I've gotta be honest when I say that I read those torture scenes with my mouth hanging open and my mind wondering if those torture techniques are really used in interrogations. I'm thinking the answer to that question is yes. The use of humor that Pantera employs during these torture sequences makes the whole thing so morbid in nature, but at the same time you realize that their prisoners are just ridiculously evil, and information gained from them is going to save innocent lives. Then suddenly I'm just as gung-ho about the torture as anyone else in the room. Creepy, that! Once again, nice writing and presentation from the author. It's like watching a train wreck and not being able to rip your eyes away from the inevitable carnage...and then not being sure if you even want to. Just a heads up in case you're sensitive to that type of scenario. I also want to let other readers know that the book does contain profanity and some sexual elements, some of which I had to skip over. You've been warned.

The action during the missions was so intense. I enjoyed getting deep into Kat's profession and then switching over to Pantera's. Incredible to see how they were able to develop a relationship with so much trauma going on. At least, what any civilian would believe to be traumatic. I get that these guys are trained for that stuff, but dang, it makes you appreciate the sacrifices made by those officers who work to keep this world a safer place. Their camaraderie and loyalty to one another makes you realize that there are some people in this world who possess integrity and who are able to hold onto their humanity even when they have to commit acts that may not seem so humane at the time, but are done for the greater good.

From a technical aspect I would like to point out that the author does quite a bit of head jumping within scenes. Normally, if there are several points of view within one scene the narrative gets confusing because we aren't sure from whose perspective we are supposed to see events unfold. This was especially confusing when the points of view switched from Pantera to his teammates like Grit or Crackers. However, I actually enjoyed reading both points of view when Pantera and Kat shared a scene together because we received real time reactions to the other person's dialogue. Pantera would say something, and Kat would immediately have a thought about it. Kat would mention something, and then we received Pantera's thoughts and emotional reactions. I have never read a narrative where head jumping in a scene actually worked, but it really did between Kat and Pantera, creating a funny banter with the outer dialogue and witty reactions with the inner dialogue. Though not technically accurate in the world of writing, I found it worked for me, although I would suggest that the author try to keep from head jumping in other aspects of the book with different characters with whom we aren't quite as familiar.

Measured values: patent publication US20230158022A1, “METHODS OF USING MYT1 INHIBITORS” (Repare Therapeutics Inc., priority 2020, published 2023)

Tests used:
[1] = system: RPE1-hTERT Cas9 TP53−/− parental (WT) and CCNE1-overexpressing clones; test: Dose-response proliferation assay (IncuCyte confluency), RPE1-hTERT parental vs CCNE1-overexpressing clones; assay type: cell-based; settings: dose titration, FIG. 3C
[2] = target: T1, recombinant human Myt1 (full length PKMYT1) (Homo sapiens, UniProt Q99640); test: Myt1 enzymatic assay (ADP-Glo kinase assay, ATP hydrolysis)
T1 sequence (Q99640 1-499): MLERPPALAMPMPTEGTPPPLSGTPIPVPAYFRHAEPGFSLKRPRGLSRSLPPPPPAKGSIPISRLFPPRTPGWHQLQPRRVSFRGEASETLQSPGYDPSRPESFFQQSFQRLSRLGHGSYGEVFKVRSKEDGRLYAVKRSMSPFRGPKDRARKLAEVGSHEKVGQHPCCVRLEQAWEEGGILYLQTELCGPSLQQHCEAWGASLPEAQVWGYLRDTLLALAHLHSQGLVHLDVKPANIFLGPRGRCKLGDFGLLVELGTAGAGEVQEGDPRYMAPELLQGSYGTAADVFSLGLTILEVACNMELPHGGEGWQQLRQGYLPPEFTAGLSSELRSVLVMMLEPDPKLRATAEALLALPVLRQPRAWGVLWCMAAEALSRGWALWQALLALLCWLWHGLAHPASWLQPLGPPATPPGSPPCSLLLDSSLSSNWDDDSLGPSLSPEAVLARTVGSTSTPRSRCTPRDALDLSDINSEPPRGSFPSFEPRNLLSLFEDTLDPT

I thought this book was amazing. Mr. Wallace has created the most compelling look into the life of a black ops operative while weaving in a story of love, loyalty, and acceptance, managing to stay true to Kat and Pantera's message of a rather unorthodox happily ever after. The two most meaningful words I could say to this author in regards to the opportunity given to me to read and review this book are the two words Pantera and Grit faithfully repeated to the women they cherished and loved: thank you.

I gave it five cherry blossoms!
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Reading Progress

Started Reading
October 3, 2015 – Shelved
October 3, 2015 – Finished Reading

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J.D. Wallace CJ - No. Thank you. And you are right about the head-hopping, the next book in the series will have much less from secondary characters. Beautifully written review. Peace.